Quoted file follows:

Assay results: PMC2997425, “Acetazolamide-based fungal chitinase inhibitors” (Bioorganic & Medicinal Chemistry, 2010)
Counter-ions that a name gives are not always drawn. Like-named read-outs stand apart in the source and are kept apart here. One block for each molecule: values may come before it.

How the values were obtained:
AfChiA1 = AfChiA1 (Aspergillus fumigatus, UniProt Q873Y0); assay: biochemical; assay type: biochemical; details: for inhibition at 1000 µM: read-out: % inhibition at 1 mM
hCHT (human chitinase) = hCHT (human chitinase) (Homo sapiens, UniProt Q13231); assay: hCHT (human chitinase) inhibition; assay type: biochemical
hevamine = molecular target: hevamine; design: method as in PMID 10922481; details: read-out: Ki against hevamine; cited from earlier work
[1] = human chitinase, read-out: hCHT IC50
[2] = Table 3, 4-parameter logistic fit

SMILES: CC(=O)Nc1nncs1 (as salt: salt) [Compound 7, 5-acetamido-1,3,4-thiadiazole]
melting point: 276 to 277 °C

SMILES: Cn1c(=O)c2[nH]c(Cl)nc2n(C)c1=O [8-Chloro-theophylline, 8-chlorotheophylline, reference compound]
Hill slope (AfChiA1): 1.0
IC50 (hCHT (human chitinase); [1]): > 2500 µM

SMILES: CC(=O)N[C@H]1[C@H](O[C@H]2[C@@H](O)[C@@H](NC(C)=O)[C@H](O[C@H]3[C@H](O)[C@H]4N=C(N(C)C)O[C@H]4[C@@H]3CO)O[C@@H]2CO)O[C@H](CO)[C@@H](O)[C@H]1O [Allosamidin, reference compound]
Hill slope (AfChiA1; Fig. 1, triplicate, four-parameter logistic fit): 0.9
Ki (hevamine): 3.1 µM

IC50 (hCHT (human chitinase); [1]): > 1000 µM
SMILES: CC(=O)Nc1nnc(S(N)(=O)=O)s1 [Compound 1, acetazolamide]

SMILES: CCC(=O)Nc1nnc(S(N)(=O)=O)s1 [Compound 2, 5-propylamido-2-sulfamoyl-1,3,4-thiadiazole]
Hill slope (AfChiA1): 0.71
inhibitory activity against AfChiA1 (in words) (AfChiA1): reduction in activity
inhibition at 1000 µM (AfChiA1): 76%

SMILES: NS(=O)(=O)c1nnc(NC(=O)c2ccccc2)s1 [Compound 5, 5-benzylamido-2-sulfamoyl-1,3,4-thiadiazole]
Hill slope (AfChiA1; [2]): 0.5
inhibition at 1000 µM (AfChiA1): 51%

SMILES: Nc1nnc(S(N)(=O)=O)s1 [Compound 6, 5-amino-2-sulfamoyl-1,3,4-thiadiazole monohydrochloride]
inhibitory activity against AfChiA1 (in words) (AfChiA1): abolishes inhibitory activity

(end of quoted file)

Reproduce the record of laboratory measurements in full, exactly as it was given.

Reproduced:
Assay results: PMC2997425, “Acetazolamide-based fungal chitinase inhibitors” (Bioorganic & Medicinal Chemistry, 2010)
Counter-ions that a name gives are not always drawn. Like-named read-outs stand apart in the source and are kept apart here. One block for each molecule: values may come before it.

How the values were obtained:
AfChiA1 = AfChiA1 (Aspergillus fumigatus, UniProt Q873Y0); assay: biochemical; assay type: biochemical; details: for inhibition at 1000 µM: read-out: % inhibition at 1 mM
hCHT (human chitinase) = hCHT (human chitinase) (Homo sapiens, UniProt Q13231); assay: hCHT (human chitinase) inhibition; assay type: biochemical
hevamine = molecular target: hevamine; design: method as in PMID 10922481; details: read-out: Ki against hevamine; cited from earlier work
[1] = human chitinase, read-out: hCHT IC50
[2] = Table 3, 4-parameter logistic fit

SMILES: CC(=O)Nc1nncs1 (as salt: salt) [Compound 7, 5-acetamido-1,3,4-thiadiazole]
melting point: 276 to 277 °C

SMILES: Cn1c(=O)c2[nH]c(Cl)nc2n(C)c1=O [8-Chloro-theophylline, 8-chlorotheophylline, reference compound]
Hill slope (AfChiA1): 1.0
IC50 (hCHT (human chitinase); [1]): > 2500 µM

SMILES: CC(=O)N[C@H]1[C@H](O[C@H]2[C@@H](O)[C@@H](NC(C)=O)[C@H](O[C@H]3[C@H](O)[C@H]4N=C(N(C)C)O[C@H]4[C@@H]3CO)O[C@@H]2CO)O[C@H](CO)[C@@H](O)[C@H]1O [Allosamidin, reference compound]
Hill slope (AfChiA1; Fig. 1, triplicate, four-parameter logistic fit): 0.9
Ki (hevamine): 3.1 µM

IC50 (hCHT (human chitinase); [1]): > 1000 µM
SMILES: CC(=O)Nc1nnc(S(N)(=O)=O)s1 [Compound 1, acetazolamide]

SMILES: CCC(=O)Nc1nnc(S(N)(=O)=O)s1 [Compound 2, 5-propylamido-2-sulfamoyl-1,3,4-thiadiazole]
Hill slope (AfChiA1): 0.71
inhibitory activity against AfChiA1 (in words) (AfChiA1): reduction in activity
inhibition at 1000 µM (AfChiA1): 76%

SMILES: NS(=O)(=O)c1nnc(NC(=O)c2ccccc2)s1 [Compound 5, 5-benzylamido-2-sulfamoyl-1,3,4-thiadiazole]
Hill slope (AfChiA1; [2]): 0.5
inhibition at 1000 µM (AfChiA1): 51%

SMILES: Nc1nnc(S(N)(=O)=O)s1 [Compound 6, 5-amino-2-sulfamoyl-1,3,4-thiadiazole monohydrochloride]
inhibitory activity against AfChiA1 (in words) (AfChiA1): abolishes inhibitory activity